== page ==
It happens every year, or so it seems. The New York Jets come to Miami and there seems to be an overly large contingent of J.E.T.S…Jets, Jets, Jets, fans in the stadium. I wanted to find out why. Recently I was in in Miami doing research around the area on a variety of things relating to the Miami Dolphins with a little fun mixed in as well. One of those ideas I had was really to get out and see what kind of people lived in and around the Miami area and why.
I found out.
Yes, there is a large Cuban and Latin influence in South Florida. I actually found it quite refreshing to see such a mix in culture but I expected that Latin flavor. What I didn’t expect was the large number of New York and New Jersey immigrants. Can I call them immigrants? Well, they are Jets fans so taking a stab at them is perfectly fine, I suppose.
Day one my wife and I sat down at a little breakfast restaurant in Lauderdale By The Sea, it was quaint and only a stones throw from the beach and a very short walk from our hotel. As we were greeted by the hostess for seating, I couldn’t help notice that thick NY/NJ accent. I looked at my wife and laughed and said, “her voice reminds me of that girl Janice from “Friends”.” It didn’t stop there.
The waitress had a thick New York accent, the waiter did, hell even the chef did. I would later find out that the owner himself was transplanted from the NY/NJ area. Funnier still the menu was all about the flavors of NY and NJ. O.k. I thought, my wife and I simply landed in an area that is from NY. Taking a break on my research I took my wife and son to the Miami Zoo and to my surprise, mixed in with the Latin was yet more of that NY/NJ accents. At the gate, at the ticket booth, at a vending site.
That made me think. LBTS was an hour north of where we were so why such a large contingent of New Yorkers here? At a grocery store in the Homestead area I found more of the accent and transplanted Jets fans (yes, I found myself asking almost every time I encountered the accent). I found it again in Key West, at Bayside Marketplace in Miami, in Ft. Lauderdale, at the mall of University Drive in Plantation, gas stations, restaurants, and grocery stores. Every time I encountered the accent, I allowed myself to do a little “racial profiling”.
“ahh, you’re from New Jersey” I would ask, “New York” some would reply dryly as though I was making a monumental mistake in not knowing the difference in accents between New Yorker’s and New Jersey’ers (what do you call someone from New Jersey?). I would always follow that up with “Jets or Giants?”. To a tee, the Jets were named every time. In my entire week of traversing South Florida I encountered only a handful of proclaimed Giants fans and I wondered if that was simply because they won the Super Bowl last year. Most however were Jets fans.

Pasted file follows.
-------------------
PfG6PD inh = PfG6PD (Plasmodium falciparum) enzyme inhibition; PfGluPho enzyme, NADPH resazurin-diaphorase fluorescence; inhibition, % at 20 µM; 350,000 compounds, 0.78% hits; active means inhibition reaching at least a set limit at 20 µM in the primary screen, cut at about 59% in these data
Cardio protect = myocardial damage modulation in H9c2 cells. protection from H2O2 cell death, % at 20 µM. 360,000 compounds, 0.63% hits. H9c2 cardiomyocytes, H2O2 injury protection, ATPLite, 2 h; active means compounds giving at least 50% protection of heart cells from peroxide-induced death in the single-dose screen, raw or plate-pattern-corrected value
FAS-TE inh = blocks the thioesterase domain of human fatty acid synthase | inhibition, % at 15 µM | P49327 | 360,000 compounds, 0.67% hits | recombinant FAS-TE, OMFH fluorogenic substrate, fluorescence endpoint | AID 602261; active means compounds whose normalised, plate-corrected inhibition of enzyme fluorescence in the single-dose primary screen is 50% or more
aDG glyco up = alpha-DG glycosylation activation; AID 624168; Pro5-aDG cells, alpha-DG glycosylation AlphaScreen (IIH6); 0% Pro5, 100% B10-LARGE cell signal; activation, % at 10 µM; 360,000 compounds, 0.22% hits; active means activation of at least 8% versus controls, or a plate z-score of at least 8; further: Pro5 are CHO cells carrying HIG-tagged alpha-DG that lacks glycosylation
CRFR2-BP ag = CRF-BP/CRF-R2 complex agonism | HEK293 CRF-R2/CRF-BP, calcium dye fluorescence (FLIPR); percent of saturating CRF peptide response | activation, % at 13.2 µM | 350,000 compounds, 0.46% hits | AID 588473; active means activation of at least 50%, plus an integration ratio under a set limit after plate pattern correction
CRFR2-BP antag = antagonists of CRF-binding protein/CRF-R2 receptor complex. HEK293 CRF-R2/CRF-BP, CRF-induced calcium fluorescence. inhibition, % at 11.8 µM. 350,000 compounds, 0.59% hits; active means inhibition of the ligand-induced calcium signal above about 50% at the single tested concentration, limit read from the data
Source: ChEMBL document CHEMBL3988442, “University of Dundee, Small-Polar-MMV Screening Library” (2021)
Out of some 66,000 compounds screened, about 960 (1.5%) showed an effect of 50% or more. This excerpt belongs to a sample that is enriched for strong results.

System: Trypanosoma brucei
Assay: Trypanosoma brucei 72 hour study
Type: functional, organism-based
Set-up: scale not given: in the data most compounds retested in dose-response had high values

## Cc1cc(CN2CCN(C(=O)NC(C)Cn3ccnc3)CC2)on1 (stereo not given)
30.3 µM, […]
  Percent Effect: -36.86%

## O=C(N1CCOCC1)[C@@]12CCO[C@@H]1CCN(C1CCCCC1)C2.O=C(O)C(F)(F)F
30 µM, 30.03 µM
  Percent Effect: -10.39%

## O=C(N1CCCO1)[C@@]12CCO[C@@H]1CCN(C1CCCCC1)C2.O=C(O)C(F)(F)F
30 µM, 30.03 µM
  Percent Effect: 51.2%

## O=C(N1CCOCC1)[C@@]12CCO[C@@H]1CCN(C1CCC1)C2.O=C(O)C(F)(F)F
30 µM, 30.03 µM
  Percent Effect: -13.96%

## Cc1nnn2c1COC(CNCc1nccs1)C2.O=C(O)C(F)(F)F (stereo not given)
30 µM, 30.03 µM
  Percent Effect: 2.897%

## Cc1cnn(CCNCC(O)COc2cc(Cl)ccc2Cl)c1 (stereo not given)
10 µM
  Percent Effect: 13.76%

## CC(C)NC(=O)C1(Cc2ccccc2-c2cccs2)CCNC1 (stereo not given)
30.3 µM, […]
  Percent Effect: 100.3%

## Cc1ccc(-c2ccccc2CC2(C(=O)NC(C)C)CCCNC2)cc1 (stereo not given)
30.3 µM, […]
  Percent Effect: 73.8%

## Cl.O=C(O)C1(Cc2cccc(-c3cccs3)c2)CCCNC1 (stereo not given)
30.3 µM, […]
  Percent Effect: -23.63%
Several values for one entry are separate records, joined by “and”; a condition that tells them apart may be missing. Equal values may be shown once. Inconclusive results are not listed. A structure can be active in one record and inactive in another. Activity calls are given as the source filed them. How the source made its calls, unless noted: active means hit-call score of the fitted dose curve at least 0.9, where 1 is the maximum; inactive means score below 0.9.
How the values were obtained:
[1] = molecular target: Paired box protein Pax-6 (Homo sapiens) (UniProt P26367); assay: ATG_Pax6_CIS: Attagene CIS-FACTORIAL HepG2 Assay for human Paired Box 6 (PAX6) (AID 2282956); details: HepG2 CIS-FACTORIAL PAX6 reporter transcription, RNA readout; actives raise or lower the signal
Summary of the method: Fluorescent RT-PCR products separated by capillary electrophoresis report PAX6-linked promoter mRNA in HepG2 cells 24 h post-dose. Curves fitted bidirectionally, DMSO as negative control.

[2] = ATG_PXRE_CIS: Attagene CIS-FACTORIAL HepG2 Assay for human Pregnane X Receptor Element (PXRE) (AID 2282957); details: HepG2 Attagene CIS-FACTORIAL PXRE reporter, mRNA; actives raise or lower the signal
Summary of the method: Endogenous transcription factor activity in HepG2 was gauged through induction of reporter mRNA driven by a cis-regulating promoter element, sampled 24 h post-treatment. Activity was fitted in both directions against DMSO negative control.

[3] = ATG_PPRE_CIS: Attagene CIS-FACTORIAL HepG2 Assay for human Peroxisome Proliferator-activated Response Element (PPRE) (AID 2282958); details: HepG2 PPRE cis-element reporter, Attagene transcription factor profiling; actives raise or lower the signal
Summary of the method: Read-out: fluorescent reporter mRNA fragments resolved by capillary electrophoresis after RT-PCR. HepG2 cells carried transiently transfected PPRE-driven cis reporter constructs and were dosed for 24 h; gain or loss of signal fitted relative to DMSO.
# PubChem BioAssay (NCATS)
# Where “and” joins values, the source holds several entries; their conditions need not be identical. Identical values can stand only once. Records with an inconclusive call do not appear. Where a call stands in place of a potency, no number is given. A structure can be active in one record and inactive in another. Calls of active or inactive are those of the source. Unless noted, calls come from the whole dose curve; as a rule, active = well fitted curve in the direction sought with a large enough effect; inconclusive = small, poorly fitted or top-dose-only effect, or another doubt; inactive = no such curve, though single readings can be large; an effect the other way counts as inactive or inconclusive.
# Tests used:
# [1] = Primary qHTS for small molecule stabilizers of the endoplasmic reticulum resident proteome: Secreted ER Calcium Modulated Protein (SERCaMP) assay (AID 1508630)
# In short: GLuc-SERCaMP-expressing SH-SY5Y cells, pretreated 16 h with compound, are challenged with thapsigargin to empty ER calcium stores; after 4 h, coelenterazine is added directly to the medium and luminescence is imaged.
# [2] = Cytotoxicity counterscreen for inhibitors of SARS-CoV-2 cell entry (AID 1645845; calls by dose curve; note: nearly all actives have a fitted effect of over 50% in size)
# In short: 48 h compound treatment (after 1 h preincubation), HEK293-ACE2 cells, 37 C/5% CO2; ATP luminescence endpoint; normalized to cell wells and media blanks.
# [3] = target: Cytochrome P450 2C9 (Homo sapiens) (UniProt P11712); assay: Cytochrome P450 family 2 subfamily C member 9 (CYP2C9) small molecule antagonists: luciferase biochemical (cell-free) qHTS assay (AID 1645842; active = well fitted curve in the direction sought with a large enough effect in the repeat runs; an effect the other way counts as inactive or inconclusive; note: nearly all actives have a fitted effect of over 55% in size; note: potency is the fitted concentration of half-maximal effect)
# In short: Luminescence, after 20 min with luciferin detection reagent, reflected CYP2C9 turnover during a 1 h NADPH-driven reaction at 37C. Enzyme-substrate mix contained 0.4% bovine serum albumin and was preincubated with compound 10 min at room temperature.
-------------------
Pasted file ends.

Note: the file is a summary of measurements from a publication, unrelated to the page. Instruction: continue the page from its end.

As conversations continued, most of those I spoke with either escaped the harsh winters for the sunny Miami skies or were in Miami on timeshare vacations. Some admitted to spending winters in Miami and summers in the NY/NJ areas and that taking in the Jets/Miami games each year was a piece of home. In speaking with a couple of teens who shared our hotel area, their families were from the New Jersey shore. A contingent of five families, all Jets fans. The teens said that the families would time share twice a year in Miami. Once in the spring and then again whenever the Dolphins and Jets played.
There were times I actually felt as if the Cuban/Latin culture and the NY/NJ vernacular was surrounding the Miami area and I realized why the Dolphins fans find so many Jets fans at their home, they have been invaded. The warm pleasing weather is far better than northern snow and windy chills that blast New York and New Jersey from the Atlantic coast and the northwestern swoops of the jet-stream from Canada, Ohio, and Pennsylvania. Miami and it’s welcoming laid back nature was built not only on the Latin culture but developed by northern migrants to a sunnier south. Tourism finally gave way to residency. And unfortunately a way too large contingent of Jets fans.